Last week, I wrote a post on why you should set goals like a college grading rubric. So you need to set smart personal development goals, great! Now what?
Luckily for us, there’s a handy framework to help us with this: the acronym SMART works like a checklist. For fun, lets pretend your grocery list is a goal. For each, you’ll want to make sure to:
Set SMART Personal Development Goals That Are Specific
Imagine if you went grocery shopping and your list just said “groceries”. How would you know what to get? More than likely, you’d just wander up and down the aisles and grab whatever looks good. Because you walk all the aisles, it takes a lot longer than you expect. Arriving home, you’ll realize what you didn’t need and more importantly, what you forgot.
You goals should say “granny smith apples”, not “produce”.
Set SMART Personal Development Goals That Are Measurable
Great, so you know you need granny smith apples. There they are! Wait, how many do you need? You grab 2, because you’d hate for some to go bad. Arriving home, you realize that the recipe called for 3. Your guests look a little deflated, just like your “apple scarce” pie.
Your goals should say “3 large granny smith apples”, not “granny smith apples”.
Set SMART Personal Development Goals That Are Attainable
Let’s say you love chocolate. You decide to throw a chocolate party for your entire office. On the invitation you boast that you’ll be supplying over a hundred chocolate bars for the event! The night before, you head to the store only to discover that they only have a dozen in stock. You grab them all and head to the next town over. They only have 6. After a few more frantic visits, you only came up with 50 chocolate bars. Your co-workers aren’t impressed (who could blame them?).
Think about what is actually feasible for you to do before you commit. Shoot for 50 chocolate bars, not 100.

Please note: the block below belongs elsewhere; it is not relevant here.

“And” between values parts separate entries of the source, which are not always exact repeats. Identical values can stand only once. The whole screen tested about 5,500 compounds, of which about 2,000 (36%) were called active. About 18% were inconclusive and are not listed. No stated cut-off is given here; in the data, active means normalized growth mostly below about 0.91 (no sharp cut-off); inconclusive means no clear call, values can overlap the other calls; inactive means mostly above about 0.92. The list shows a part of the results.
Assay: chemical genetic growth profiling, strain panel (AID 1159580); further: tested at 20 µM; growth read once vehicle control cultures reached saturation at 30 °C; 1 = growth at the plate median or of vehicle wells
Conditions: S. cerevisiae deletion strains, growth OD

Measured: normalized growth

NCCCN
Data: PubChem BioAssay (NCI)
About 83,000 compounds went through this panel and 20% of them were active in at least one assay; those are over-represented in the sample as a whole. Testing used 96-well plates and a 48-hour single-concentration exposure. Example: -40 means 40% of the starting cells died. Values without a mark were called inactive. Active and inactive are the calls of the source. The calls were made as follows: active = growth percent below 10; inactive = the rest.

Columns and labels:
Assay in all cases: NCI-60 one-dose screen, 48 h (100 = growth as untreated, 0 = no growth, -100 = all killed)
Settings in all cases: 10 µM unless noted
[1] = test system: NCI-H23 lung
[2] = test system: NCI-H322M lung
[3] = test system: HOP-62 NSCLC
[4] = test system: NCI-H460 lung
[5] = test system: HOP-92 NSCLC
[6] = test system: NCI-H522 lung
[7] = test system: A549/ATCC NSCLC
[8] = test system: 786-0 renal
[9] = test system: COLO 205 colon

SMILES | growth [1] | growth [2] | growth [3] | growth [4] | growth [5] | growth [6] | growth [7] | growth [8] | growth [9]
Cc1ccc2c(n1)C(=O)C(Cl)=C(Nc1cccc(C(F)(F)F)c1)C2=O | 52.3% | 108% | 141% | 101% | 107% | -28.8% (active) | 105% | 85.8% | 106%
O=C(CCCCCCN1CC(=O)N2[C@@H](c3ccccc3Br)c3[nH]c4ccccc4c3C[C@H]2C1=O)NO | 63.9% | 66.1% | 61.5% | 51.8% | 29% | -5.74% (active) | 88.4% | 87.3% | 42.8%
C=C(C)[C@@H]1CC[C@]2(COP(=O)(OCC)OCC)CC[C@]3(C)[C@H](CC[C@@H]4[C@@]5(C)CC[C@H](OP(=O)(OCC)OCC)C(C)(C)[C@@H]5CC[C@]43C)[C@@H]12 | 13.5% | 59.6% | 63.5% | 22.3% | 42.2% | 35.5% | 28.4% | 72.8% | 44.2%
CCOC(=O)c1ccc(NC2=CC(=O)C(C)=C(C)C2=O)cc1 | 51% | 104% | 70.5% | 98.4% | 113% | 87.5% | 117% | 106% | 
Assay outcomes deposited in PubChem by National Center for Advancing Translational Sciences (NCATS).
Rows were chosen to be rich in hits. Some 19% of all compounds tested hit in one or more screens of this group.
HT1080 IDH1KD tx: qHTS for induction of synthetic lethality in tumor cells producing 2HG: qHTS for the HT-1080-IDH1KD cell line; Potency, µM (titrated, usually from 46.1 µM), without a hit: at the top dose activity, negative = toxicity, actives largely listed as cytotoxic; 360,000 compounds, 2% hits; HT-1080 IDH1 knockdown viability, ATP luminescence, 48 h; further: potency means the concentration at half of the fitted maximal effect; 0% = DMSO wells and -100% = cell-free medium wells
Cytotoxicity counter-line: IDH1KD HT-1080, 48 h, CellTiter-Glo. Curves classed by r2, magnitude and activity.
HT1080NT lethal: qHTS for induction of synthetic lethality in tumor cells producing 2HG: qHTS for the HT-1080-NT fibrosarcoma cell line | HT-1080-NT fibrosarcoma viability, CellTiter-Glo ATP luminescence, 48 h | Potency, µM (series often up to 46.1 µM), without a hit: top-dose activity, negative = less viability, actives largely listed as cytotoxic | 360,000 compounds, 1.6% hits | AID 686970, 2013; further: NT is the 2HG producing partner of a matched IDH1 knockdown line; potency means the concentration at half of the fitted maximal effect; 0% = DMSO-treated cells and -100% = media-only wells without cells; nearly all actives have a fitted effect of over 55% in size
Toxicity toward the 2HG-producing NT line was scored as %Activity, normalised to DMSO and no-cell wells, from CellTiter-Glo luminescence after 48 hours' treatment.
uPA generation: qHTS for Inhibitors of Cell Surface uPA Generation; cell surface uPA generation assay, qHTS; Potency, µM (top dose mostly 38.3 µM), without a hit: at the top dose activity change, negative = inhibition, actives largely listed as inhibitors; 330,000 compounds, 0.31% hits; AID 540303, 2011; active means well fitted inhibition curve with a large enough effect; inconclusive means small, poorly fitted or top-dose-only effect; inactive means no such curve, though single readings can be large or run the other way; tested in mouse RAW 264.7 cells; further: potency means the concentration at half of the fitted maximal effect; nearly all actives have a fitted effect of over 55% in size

Set SMART Personal Development Goals That Are Relevant
There’s a potluck at work tomorrow. The organizer tells everyone to bring “whatever”. You rub your hands together in excitement – you know exactly what to get for this party. You run over to Bevmo and purchase a choice selection of vodka, brandy, and wine. The next day, everyone frowns upon you for thinking that alcohol at work is appropriate. What were you thinking?
When planning your goals, make sure that what you’re working towards is appropriate and relevant to your position. Bring a casserole dish, not a cocktail mix.
Set SMART Personal Development Goals That Are Time-Bound
Your significant other is hosting a dinner for some friends and asked you to buy some ingredients from the store “when you get a chance”. He/she listed out exactly what is needed and how many, so you should be good to go. Come Thursday morning, you get an angry call: “why haven’t you gotten the ingredients? I need them today!” You don’t understand – you were planning on picking them up after work today. Apparently, one of the dishes needs to marinate overnight in the fridge. In reality, your significant other needed those ingredients by Thursday morning.
Make sure your goals have that little time-bound detail.
What would you grocery list look like if it followed the SMART framework?